With that being said, you need to advocate for your patients and speak up tactfully when something really isn’t right. We advise speaking to your education provider point of contact on their advice and systems in place for this.

Also, check out this information here on Graded Assertiveness PACE acronym. An important concept to help prevent harm, promote teamwork and transparent communication.

Read this brief guide on Elder Abuse.

Time management is KEY in nursing and you will learn it along the way. Don’t be afraid to ask for help and don’t stress too much if you feel lost. Check out this article on how to prioritise your time as a nurse!

Time management skills will be developed when you prioritise how to structure your shift. It is often difficult in Aged Care due to the volume of residents to healthcare worker ratios, or lack of ratios…Ask lots of questions of the nurses and support workers (AIN/PCA’s). Understand that the staff are time-poor due to the number of residents they have to look after. Ask them how they manage and soak up all their advice.

Capacity and Consent

It is also very important in Aged Care to understand these concepts.

Check out this brief article on capacity and consent. The article has an ‘emergency nursing’ focus, but the concepts are transferable.

Other amazing placement tips for your Aged Care Nursing Placement
  • You MUST read this article on Imposter Syndrome!
  • You will need some very comfy, waterproof shoes! Check out our best shoe guide for nurses.
  • 5 awesome ways to make the most out of your final nursing placement!
  • 14 strategies for successful clinical placements!
  • For all other student-related articles on The Nurse Break go here
  • Listen to this TEDx Talk on compassion fatigue
  • Wound care is also a big aspect of Aged Care nursing. Being able to differentiate between…is it a pressure injury or something else is vital! Check out some resources. Smith-Nephew, Go HERE to Ausmed and in search bar type ‘wounds’- lots of free articles, ACN has some good content, also Wounds Australia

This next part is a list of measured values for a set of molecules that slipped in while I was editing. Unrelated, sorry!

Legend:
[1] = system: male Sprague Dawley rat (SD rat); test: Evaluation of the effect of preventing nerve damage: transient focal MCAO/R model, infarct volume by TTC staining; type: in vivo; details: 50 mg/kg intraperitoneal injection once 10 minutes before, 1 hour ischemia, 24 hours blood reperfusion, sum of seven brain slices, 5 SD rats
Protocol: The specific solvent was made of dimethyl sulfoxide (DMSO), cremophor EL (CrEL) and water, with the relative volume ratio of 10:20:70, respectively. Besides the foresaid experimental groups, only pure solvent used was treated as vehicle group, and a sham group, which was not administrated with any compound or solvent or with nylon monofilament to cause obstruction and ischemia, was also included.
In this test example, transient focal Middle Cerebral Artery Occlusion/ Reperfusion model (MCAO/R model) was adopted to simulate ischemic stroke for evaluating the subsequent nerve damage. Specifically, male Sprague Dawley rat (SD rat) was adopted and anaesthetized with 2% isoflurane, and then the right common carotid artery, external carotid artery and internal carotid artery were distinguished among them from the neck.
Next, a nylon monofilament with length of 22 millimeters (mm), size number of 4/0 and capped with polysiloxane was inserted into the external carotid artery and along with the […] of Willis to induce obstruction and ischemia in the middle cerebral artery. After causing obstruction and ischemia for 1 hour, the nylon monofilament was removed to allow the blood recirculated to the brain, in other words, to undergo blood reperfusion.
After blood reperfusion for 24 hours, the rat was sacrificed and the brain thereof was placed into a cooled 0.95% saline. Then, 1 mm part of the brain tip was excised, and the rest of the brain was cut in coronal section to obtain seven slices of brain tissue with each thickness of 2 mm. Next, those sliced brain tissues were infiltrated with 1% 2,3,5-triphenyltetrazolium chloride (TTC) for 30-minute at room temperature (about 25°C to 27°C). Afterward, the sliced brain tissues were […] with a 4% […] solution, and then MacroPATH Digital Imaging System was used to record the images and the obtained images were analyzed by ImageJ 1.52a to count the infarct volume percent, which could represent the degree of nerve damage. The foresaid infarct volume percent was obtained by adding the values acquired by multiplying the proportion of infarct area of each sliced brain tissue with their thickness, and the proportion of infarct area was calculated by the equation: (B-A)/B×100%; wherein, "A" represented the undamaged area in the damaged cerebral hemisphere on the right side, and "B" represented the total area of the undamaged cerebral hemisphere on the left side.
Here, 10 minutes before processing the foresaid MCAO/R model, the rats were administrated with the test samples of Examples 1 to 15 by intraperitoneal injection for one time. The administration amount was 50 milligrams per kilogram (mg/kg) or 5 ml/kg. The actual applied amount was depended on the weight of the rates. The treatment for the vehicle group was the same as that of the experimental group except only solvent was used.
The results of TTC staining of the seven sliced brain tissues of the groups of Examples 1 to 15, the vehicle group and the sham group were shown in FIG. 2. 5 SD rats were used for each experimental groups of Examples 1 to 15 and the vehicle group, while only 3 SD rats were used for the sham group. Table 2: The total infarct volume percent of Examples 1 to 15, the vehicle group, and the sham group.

• It’s ok to cry and it’s normal. It’s 100% encouraged to ask for help. At the end of the day, we are all there because we love to nurse and want to provide the best care to the patients/residents that we can. Keep your chin up…
  • Put on the biggest smile you can muster every shift.
  • LOOK AFTER YOUR BACK. Manual handling is tiring!
  • Sit the patient upright when feeding and be cautious about aspiration and choking!!
  • Be proactive, show initiative, don’t stand back – offer to help, use your therapeutic communication skills.
  • Once again, residents have great stories to tell and they LOVE telling them. Take time for them.
  • Once again, some residents with dementia might be a little aggressive, learn about their triggers, what they like/don’t like, walk with them at a safe distance, they are human too!
  • Aged Care nursing is an incredibly special type of nursing. Don’t undervalue it or those who work there even if it’s not for you.
  • One day you’ll probably end up having an aged care nurse look after YOU.

Some other useful resources

My Aged Care

Aged Care Quality and Safety Commission

Australian Institute of Health and Welfare

Department of Health

Dementia Support Australia

Dementia Australia

Dementia Training Australia

Emergency Care Institute Article on Elder Abuse